Australia commits $170m to boost Pacific gender equality efforts

Australian Foreign Affars Minister Marise Payne
Australia’s Minister for Foreign Affairs and Women Marise Payne ... "It’s a flexible programme designed to respond directly to partners’ needs." Image: Wansolwara

By Josefa Babitu

The Australian government has announced an A$170 million (F$267 million) programme for the Pacific region to strengthen gender equality initiatives over the next five years.

The commitment was revealed by Australia’s Minister for Foreign Affairs and Women Marise Payne during the high-level ministerial session at the 14th Triennial Conference of Pacific Women hosted by French Polynesia this week.

Payne said the programme reflected the importance of strengthening women’s leadership and would complement the work they were already engaged in with bilateral partners on gender and development.

Triennial Pacific Women's conference
14th Triennial Conference of Pacific Women in French Polynesia

“We’ll work in partnership with regional organisations and Pacific women’s funds and organisations. It’s a flexible programme designed to respond directly to partners’ needs,” she said.

“We want to build on our successes and learn from our experience. We’ll also focus on women’s rights, on safety, economic empowerment, on women’s health, including sexual and reproductive health.”

The challenges ahead for the Blue Continent included tackling the current pandemic and ensuring a sustainable future for the Pacific region, according to Payne.

“Addressing global challenges such as climate change requires us to use all of our resources and potential – that’s 100 percent of our populations,” she said.

Ensuring women’s safety
“If we ensure women’s economic security, we ensure their safety. We promote their health and wellbeing that’s not only of benefit to women and girls but to their entire communities.

“That’s one of the reasons Australia pivoted our development partnerships to better respond to the unique challenges posed by covid-19 through our partnerships for recovery strategy.”

She said they were working with Pacific partners to strengthen the region’s economic recovery, its health security and stability.

Australia has also partnered with regional stakeholders to deliver safe and effective vaccines as well as vaccine delivery.

These objectives, she said, could not be accomplished without first addressing the structural and cultural barriers that exclude and discriminate against women.

Fiji’s Minister for Women Mereseini Vuniwaqa
Fiji’s Minister for Women, Children and Poverty Alleviation Mereseini Vuniwaqa … an opportunity to be inspired. Image: Wansolwara

Fiji’s Minister for Women, Children and Poverty Alleviation Mereseini Vuniwaqa said the triennial conference and subsequent 7th Women’s Ministerial Meeting opening on Tuesday was an opportunity to be inspired, learn and recommit efforts towards accelerating and progress the goal of achieving gender equality through the endorsement of a bold, action-oriented, inclusive and transformative outcomes document.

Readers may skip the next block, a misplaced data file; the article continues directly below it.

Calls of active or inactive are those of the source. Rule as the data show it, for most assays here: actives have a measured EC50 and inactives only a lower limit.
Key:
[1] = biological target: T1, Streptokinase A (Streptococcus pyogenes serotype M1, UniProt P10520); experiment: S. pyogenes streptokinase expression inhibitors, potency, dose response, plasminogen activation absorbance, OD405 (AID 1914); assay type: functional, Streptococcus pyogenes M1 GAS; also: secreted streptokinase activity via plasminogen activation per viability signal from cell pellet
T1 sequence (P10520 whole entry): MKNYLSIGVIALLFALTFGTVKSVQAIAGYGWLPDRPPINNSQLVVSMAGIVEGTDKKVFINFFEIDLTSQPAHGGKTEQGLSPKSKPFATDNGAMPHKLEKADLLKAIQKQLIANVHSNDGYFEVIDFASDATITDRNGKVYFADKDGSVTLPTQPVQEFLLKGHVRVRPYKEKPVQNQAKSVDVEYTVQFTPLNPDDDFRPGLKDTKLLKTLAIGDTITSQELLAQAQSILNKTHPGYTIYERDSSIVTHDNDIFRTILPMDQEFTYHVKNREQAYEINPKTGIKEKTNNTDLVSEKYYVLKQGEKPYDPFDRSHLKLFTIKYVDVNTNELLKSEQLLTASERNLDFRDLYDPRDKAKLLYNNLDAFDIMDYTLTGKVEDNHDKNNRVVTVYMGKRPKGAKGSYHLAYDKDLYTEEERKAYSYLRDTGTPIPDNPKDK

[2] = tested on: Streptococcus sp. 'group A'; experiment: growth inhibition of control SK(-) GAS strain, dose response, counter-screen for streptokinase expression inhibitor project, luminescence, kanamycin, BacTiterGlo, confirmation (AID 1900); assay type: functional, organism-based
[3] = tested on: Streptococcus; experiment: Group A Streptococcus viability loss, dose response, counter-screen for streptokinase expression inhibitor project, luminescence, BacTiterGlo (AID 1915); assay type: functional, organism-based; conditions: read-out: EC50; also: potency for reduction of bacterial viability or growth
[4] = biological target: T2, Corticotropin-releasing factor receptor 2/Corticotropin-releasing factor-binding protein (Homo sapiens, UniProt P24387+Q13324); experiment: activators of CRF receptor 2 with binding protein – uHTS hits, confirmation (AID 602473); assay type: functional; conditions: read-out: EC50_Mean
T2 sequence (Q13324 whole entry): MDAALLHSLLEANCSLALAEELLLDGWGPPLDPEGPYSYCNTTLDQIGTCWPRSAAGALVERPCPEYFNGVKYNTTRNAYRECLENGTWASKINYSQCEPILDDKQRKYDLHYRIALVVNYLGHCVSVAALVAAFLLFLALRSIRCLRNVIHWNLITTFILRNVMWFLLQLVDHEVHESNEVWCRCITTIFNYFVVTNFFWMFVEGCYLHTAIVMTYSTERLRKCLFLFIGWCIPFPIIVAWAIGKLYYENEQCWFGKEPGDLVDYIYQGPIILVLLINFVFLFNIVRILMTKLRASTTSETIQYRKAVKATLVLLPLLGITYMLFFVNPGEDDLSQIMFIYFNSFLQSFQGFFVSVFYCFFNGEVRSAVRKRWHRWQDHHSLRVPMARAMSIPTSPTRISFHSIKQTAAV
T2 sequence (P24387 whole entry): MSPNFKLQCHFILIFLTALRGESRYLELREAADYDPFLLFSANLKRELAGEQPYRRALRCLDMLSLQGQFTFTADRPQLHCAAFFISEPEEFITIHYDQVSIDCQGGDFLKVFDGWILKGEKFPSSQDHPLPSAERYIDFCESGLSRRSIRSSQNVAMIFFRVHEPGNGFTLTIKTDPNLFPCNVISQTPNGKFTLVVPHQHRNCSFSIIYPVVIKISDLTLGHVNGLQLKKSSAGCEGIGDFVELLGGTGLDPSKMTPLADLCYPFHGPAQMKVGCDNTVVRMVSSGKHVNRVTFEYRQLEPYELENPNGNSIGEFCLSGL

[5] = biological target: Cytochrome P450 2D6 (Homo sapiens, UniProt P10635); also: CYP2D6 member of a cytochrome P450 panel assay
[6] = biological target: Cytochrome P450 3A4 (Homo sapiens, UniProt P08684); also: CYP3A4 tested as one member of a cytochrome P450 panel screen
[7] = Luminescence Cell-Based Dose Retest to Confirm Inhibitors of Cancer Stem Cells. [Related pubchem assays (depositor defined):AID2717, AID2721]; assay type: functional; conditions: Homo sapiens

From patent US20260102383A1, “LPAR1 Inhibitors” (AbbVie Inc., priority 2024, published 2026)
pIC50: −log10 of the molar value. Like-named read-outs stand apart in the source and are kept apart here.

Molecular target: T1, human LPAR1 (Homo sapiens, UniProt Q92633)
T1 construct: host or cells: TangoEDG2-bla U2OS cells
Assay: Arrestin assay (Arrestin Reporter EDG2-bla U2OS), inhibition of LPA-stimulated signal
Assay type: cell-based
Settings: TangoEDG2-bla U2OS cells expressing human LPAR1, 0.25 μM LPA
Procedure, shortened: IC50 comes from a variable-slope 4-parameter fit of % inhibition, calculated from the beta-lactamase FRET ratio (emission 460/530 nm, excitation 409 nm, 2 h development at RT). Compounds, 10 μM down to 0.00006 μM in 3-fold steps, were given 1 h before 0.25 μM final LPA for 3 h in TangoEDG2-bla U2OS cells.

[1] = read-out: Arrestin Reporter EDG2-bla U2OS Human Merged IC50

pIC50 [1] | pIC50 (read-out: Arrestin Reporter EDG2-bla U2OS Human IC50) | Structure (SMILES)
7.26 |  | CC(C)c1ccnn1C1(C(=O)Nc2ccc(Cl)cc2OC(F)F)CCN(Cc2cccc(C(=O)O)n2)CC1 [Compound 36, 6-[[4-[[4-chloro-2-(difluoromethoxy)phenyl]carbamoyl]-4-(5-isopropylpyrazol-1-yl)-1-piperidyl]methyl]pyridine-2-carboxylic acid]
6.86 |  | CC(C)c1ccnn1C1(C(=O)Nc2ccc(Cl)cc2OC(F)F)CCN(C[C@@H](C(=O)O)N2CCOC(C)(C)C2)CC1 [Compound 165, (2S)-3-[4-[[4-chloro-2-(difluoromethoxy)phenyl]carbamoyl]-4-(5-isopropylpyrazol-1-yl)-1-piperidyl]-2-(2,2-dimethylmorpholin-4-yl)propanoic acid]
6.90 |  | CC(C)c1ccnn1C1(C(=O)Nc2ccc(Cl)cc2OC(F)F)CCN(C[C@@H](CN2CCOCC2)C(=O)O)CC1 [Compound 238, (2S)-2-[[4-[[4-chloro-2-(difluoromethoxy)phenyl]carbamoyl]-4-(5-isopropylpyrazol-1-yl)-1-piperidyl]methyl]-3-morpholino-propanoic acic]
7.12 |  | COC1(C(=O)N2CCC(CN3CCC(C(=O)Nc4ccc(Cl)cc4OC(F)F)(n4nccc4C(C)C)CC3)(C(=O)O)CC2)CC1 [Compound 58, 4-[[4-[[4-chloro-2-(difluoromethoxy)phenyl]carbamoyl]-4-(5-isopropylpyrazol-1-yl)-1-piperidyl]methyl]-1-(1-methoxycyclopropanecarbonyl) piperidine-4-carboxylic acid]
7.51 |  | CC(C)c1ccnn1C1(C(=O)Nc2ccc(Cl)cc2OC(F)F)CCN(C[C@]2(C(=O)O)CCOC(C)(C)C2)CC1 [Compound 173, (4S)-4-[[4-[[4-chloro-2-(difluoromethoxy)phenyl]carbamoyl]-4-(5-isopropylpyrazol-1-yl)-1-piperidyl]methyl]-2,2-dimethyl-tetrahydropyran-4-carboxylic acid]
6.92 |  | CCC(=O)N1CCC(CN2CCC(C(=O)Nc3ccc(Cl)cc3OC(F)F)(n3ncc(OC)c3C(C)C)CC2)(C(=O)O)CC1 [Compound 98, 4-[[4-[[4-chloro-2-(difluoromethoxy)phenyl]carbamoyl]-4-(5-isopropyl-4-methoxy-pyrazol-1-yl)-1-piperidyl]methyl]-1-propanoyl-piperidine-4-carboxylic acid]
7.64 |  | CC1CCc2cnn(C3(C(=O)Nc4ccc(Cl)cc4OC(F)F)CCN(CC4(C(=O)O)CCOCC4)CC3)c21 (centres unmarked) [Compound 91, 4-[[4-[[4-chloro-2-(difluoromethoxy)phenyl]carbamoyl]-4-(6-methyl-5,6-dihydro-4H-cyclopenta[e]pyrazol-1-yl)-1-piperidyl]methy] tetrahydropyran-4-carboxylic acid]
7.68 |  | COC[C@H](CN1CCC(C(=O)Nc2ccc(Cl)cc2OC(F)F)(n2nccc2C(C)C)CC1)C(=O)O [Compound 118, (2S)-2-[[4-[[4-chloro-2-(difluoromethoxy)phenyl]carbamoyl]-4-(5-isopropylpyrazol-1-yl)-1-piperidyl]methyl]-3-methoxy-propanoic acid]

“This is about reaffirming leadership, commitment along with concrete actions to prevent male violence against all women and girls before it starts,” she said.

Building back better
“It is acknowledging that, our work and efforts must address urgently the intersections between, women’s economic empowerment, unpaid care, safety, leadership, social protection and climate crisis preparedness and resilience.”

Vuniwaqa said recognising that building back better from covid-19 needed all women and girls at the centre, leading, making decisions that served the planet, addressed inequalities, and achieved equal power-sharing.

“It is also about recognising that data and statistics that adequately reflect the lived realities of all women and girls of the Pacific — gender statistics for short — are critical and indispensable tools for developing evidence-based policies, legislation and solutions to achieve gender equality and empowerment of all women and girls,” she said.

More than 1000 people participated in the conference, which ends tomorrow and delivered via a blended approach of in-person and virtual interaction given that travel restrictions are still being observed across the region due to the covid-19 pandemic.

The event was organised by the Pacific Community (SPC) with funding support provided by the Australian government and the Spotlight Initiative.

Josefa Babitu is a final-year student journalist at the University of the South Pacific (USP). He is also the current student editor for Wansolwara, USP Journalism’s student training newspaper and online publication. He a participant in the Reporting on Women’s Economic Empowerment workshop organised by the Pacific Media Assistance Scheme (PACMAS) in collaboration with the Pacific Community (SPC).

Print Friendly, PDF & Email